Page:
Brian Kelly reversed the tone of the “greatest intersectional rivalry” in college football. Of course, the Irish head coach had help leading Notre Dame to a 6-3 record against USC in his tenure, a stretch that began on the heels of an eight-game losing streak in the rivalry.
Tommy Rees and Robert Hughes ended that streak in Kelly’s first season.
Louis Nix made a statement on the goal line in a game that cemented a title chance in 2012.
A year later, Tommy Rees and Cam McDaniel got the first home victory in the series since 2001.
C.J. Prosise led a needed victory in 2015, just as Josh Adams did in 2017, the running backs keeping faint championship hopes alive.
Chris Finke tapped his toes in the front corner of the end zone just before last season’s finale got away from the Irish.
6-3 may not scream dominance, but given the directions of the two programs when Kelly took over and where they stand now, everything about Saturday’s matchup has flipped from where it was a decade ago.
Then, the Trojans had just seen the end of the Pete Carroll Era. With NCAA sanctions greeting Lane Kiffin, such heights were not expected, but some semblance of consistency was. Notre Dame had not seen any version of consistency in 13 years. Carroll had rattled off eight straight wins against Tyrone Willingham and Charlie Weis.
There was a clear big brother in the series, and it was not the team that led it by 12 games, 38 wins to 26. (Now 46-37-5.)
When Kelly joked at the top of his Thursday radio show that no one expected him to make it through 10 games against USC, this was what he was referring to. The Irish had not competed with the Trojans in nearly a decade, and there was faint reason to think that would change. If it didn’t, no coach’s tenure could be considered successful.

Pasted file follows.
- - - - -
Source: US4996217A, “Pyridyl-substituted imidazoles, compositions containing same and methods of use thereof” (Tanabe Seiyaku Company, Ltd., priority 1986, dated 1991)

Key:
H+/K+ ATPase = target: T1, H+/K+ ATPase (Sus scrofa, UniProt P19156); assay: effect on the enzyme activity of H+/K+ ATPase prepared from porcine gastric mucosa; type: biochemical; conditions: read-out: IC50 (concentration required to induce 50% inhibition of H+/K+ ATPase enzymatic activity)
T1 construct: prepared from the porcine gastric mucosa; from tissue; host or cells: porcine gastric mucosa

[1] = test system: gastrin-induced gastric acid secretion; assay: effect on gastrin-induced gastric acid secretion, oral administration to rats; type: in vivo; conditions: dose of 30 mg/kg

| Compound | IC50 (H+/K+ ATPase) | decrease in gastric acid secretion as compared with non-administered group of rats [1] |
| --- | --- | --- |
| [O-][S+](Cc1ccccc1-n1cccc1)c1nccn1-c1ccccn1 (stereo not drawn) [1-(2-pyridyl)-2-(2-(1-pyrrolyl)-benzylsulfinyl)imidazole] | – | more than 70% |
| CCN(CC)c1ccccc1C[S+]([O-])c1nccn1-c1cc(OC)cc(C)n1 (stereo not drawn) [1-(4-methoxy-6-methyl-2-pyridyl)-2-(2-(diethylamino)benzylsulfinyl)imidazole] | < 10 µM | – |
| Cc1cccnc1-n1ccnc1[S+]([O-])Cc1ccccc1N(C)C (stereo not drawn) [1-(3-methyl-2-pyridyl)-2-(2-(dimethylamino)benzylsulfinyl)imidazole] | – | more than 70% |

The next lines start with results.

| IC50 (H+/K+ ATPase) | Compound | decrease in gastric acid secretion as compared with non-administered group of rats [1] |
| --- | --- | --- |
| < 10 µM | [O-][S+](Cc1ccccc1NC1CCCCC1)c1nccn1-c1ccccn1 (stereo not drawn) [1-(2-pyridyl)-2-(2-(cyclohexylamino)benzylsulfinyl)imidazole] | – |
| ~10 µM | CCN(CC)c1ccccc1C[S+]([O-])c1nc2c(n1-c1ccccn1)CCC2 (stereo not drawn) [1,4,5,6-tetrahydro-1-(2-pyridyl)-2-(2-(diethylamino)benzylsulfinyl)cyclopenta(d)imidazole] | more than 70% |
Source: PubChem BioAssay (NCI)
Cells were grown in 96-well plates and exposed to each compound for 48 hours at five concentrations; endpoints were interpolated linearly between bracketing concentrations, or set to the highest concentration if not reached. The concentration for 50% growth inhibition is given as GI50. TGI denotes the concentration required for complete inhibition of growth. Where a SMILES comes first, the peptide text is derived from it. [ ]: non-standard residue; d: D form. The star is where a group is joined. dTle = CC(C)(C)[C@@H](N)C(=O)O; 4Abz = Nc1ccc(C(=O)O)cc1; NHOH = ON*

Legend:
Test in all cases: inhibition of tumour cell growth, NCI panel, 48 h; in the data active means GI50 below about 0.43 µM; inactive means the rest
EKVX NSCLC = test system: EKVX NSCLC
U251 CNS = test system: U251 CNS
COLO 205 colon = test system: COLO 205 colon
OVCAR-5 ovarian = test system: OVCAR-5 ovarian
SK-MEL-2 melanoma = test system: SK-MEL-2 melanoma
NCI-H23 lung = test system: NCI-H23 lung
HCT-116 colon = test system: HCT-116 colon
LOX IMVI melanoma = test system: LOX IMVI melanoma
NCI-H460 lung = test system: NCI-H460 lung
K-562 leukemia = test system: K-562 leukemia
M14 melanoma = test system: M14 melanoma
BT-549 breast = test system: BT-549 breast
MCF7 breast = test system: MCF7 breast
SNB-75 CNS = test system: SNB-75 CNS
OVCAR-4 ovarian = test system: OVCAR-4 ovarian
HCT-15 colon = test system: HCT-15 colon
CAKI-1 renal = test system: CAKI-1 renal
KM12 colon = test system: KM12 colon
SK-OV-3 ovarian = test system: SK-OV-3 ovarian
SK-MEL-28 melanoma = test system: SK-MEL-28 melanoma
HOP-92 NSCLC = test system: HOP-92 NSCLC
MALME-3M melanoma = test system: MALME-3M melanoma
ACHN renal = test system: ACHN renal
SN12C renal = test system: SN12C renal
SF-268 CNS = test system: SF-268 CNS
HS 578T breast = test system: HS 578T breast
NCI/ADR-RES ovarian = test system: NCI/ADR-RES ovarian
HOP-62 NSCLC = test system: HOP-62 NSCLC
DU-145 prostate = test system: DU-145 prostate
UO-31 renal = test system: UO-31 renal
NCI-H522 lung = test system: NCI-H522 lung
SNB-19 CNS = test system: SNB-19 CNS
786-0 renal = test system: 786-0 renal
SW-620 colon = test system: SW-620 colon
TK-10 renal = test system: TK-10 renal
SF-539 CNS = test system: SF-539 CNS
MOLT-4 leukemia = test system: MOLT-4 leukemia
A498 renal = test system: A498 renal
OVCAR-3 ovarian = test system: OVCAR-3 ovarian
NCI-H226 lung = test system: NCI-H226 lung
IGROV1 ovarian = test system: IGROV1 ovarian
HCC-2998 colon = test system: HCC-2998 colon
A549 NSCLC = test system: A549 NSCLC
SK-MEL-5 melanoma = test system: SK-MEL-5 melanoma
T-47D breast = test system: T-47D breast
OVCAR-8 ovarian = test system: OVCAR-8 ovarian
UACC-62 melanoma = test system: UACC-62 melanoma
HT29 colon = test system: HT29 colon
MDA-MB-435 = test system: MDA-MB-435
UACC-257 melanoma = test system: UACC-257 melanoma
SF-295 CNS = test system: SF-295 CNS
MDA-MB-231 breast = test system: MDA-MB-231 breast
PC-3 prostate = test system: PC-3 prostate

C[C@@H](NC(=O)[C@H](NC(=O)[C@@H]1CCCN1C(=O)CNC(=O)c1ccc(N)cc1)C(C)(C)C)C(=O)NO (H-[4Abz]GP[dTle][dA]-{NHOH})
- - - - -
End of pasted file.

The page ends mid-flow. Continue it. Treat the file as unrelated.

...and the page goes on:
Remembering that, and knowing only one Notre Dame coach has ever been fired before finishing his fifth season (Willingham), a bookmaker would have set that over/under at 5.5. Either Kelly would win enough, including against USC, to get past that first five-year contract or he very much would not.
Kelly went 3-2, with the Rees-led victory in 2010 creating a tone of strong Novembers that lasted into his fourth season. The 2012 victory completed an undefeated season, as did last year’s. These seasons were marked by the wins over USC as much as anything else, because that is what the series has represented in its 91 years, interrupted only by three years of World War II (1943-45). As far as Kelly is concerned, this is the measuring stick.
“I believe this is the rivalry game,” he said. “There are other teams we have great respect for, whether it’s Navy or Stanford and certainly Michigan, but I believe that this is that game.”
There has been a flip side to Kelly’s success. The Trojans no longer know that treasured consistency. Kelly has coached against four different USC coaches. Only Steve Sarkisian has a winning record against Notre Dame, winning as the interim coach in 2014 before being fired ahead of the 2015 contest. Clay Helton stepped in as the newest interim coach, losing the temporary tag following the 2015 season.
Many expected him to be fired before getting to South Bend this weekend. Odds remain high such will occur this offseason, setting up Kelly for a fifth counterpart at the end of next fall. Another Irish win this weekend would only amplify that noise — after all, it was against Notre Dame last season that Trojans boosters flew a banner around the Los Angeles Coliseum asking then-USC athletic director Lynn Swann to “Please Fire Clay Helton.”
Perhaps the over/under should have been on how many different Trojans coaches Kelly would face.